Hackers have gotten a hold of the database containing usernames and passwords of roughly 1.4 million users who have posted a comment to the Gawker website or any of its popular affiliates, including lifehacker.com, gizmodo.com, jalopnik.com, jezebel.com, kotaku.com, deadspin.com and others.
They are not keeping this database to themselves either. They’ve uploaded the entire thing to the public torrent tracker thepiratebay.org, including their rough analysis of the database, plaintext credentials for a number of Gawker employees, 200,000 decrypted passwords they’ve cracked, as well as the entire 1.4 million encrypted usernames, email addresses, and encrypted passwords.
Technical details on the hack are fairly slim at the moment, but the hacking group Gnosis has claimed responsibility for it. This little tidbit was included in the upload of the database to thepiratebay.org:
“[email protected]#$ you gawker, hows this for “script kids”?
Your empire has been compromised, Your servers, Your database’s, Online accounts and source code have all be ripped to shreds!
You wanted attention, well guess what, You’ve got it now!”
It appears that Gnosis was able to guess the password of Gawker founder Nick Denton for his account on the Campfire team-collaboration portal that Gawker uses for internal communications and real-time chat amongst staff. Once Gnosis had access to this they were able to obtain a wealth of information from the reported 4 gigabytes of chat logs.
It seems that the password for the MySQL database was also disclosed somewhere in these logs. With the SQL credentials in hand, it was a trivial matter for Gnosis to dump large amounts of information, including usernames, email addresses, and encrypted passwords. Unfortunately the encryption used to protect the passwords was the ancient and deprecated Data Encryption Standard (DES) which uses a measly 56 bit encryption key. Due to this poor encryption scheme, any password over 8 characters is truncated to 8 before being stored in the database. Users with a password greater than 8 characters will not have the entire thing compromised, but access to their account will still be possible with the first 8 characters if cracked. Gnosis has cracked roughly 200,000 of the 1.4 million passwords contained in the database they dumped. All of the hashes are available for cracking by anyone who’s interested and has some spare CPU power.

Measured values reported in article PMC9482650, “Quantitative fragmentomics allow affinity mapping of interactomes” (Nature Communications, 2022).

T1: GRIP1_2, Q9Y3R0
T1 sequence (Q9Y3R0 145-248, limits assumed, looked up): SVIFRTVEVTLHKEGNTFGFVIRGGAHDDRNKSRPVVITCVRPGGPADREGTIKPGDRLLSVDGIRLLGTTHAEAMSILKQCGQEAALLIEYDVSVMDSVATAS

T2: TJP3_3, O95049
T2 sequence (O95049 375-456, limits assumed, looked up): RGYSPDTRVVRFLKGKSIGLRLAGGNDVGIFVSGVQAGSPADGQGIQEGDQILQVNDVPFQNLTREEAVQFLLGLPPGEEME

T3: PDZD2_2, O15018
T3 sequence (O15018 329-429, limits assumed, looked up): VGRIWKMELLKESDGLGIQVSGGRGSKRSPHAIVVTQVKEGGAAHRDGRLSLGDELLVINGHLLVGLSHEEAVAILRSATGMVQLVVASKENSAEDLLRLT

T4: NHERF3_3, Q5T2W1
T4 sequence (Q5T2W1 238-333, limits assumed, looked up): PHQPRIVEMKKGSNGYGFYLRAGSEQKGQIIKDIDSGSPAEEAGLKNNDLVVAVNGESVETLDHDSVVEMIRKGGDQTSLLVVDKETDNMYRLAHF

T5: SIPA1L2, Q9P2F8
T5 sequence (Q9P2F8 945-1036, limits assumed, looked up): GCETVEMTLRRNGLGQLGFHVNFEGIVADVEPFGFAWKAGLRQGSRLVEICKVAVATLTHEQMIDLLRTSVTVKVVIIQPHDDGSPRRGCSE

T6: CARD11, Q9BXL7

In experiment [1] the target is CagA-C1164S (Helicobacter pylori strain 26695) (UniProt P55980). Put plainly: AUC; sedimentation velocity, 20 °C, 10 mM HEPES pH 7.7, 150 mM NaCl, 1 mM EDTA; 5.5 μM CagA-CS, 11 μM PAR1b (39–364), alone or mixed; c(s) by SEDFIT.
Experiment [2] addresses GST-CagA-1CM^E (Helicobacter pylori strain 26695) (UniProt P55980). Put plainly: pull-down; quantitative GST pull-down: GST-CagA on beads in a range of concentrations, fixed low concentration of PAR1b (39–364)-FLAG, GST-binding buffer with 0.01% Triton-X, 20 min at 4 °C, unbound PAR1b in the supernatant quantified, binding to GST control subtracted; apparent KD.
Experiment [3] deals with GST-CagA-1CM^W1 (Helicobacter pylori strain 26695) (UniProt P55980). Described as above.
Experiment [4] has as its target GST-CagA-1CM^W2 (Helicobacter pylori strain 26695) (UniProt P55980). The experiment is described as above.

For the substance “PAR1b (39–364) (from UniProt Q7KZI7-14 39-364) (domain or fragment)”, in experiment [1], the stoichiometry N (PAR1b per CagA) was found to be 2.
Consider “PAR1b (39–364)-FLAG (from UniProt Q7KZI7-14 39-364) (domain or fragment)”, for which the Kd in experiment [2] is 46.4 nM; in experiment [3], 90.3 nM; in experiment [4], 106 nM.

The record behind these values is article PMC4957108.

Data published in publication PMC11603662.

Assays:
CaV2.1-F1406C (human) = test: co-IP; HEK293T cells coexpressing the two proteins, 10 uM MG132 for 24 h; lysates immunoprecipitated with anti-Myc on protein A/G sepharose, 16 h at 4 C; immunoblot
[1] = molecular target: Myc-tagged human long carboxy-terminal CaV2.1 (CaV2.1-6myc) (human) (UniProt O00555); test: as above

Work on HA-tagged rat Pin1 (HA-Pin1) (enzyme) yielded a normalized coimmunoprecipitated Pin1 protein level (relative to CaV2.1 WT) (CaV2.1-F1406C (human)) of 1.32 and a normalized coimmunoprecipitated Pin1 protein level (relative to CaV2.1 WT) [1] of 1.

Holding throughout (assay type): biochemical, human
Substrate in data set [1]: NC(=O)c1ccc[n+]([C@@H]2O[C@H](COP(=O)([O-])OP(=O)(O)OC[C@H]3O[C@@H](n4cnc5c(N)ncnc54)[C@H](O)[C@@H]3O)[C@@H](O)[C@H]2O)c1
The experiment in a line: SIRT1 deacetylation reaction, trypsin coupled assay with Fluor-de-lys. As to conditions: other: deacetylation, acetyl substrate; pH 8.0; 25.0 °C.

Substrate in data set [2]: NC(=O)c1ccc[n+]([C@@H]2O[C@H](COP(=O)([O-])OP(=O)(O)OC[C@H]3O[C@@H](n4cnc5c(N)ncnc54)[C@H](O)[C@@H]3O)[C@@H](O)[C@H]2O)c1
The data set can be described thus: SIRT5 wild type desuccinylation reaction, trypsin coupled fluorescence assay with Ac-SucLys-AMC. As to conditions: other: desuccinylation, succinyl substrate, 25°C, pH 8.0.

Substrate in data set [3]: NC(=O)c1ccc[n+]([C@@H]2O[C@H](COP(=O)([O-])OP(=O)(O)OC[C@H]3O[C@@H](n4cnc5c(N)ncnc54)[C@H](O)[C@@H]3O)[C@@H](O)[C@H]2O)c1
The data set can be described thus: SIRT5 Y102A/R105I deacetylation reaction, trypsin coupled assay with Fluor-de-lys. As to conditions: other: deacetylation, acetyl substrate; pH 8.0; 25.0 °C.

A rough analysis of the passwords cracked is pretty horrifying. Some gems:
- 2000 passwords were ‘password’
- 150,000 passwords consisting of all lowercase letters
- 3000 passwords were ‘123456’
- Nick Denton had a password consisting of all numbers
If you’ve ever made a comment on any of the Gawker sites then your information has likely been compromised as a result of this breach. Also, due to clowns using the same password on multiple sites there are reports of a number of twitter accounts and other social media sites having those accounts compromised as well.
Don’t use the same password for everything. This can’t be stressed enough. Use a different password, or a variation of the same password.
Slate has rigged up a little widget on their site that claims to check email addresses against the compromised database to see if you’re a victim.
Find it here http://www.slate.com/id/2277768/